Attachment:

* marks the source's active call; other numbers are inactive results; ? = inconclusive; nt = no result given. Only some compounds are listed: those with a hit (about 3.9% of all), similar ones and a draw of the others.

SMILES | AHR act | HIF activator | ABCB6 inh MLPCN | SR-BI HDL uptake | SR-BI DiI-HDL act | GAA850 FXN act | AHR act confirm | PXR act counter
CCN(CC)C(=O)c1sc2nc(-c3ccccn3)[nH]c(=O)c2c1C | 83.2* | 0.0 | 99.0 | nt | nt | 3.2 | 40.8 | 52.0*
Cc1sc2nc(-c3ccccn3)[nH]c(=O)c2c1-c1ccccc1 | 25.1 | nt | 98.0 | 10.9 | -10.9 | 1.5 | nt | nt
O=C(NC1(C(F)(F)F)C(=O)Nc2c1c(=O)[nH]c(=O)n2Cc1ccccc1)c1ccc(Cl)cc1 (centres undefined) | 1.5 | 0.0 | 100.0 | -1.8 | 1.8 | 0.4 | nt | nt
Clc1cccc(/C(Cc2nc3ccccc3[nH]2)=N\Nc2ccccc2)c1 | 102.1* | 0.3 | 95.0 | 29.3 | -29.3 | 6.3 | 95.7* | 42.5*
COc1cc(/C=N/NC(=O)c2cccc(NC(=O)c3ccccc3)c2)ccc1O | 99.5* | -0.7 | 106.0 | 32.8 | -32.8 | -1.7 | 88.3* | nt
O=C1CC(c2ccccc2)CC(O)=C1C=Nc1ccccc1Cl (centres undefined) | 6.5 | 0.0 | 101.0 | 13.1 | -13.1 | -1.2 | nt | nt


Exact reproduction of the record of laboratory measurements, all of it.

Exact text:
* marks the source's active call; other numbers are inactive results; ? = inconclusive; nt = no result given. Only some compounds are listed: those with a hit (about 3.9% of all), similar ones and a draw of the others.

SMILES | AHR act | HIF activator | ABCB6 inh MLPCN | SR-BI HDL uptake | SR-BI DiI-HDL act | GAA850 FXN act | AHR act confirm | PXR act counter
CCN(CC)C(=O)c1sc2nc(-c3ccccn3)[nH]c(=O)c2c1C | 83.2* | 0.0 | 99.0 | nt | nt | 3.2 | 40.8 | 52.0*
Cc1sc2nc(-c3ccccn3)[nH]c(=O)c2c1-c1ccccc1 | 25.1 | nt | 98.0 | 10.9 | -10.9 | 1.5 | nt | nt
O=C(NC1(C(F)(F)F)C(=O)Nc2c1c(=O)[nH]c(=O)n2Cc1ccccc1)c1ccc(Cl)cc1 (centres undefined) | 1.5 | 0.0 | 100.0 | -1.8 | 1.8 | 0.4 | nt | nt
Clc1cccc(/C(Cc2nc3ccccc3[nH]2)=N\Nc2ccccc2)c1 | 102.1* | 0.3 | 95.0 | 29.3 | -29.3 | 6.3 | 95.7* | 42.5*
COc1cc(/C=N/NC(=O)c2cccc(NC(=O)c3ccccc3)c2)ccc1O | 99.5* | -0.7 | 106.0 | 32.8 | -32.8 | -1.7 | 88.3* | nt
O=C1CC(c2ccccc2)CC(O)=C1C=Nc1ccccc1Cl (centres undefined) | 6.5 | 0.0 | 101.0 | 13.1 | -13.1 | -1.2 | nt | nt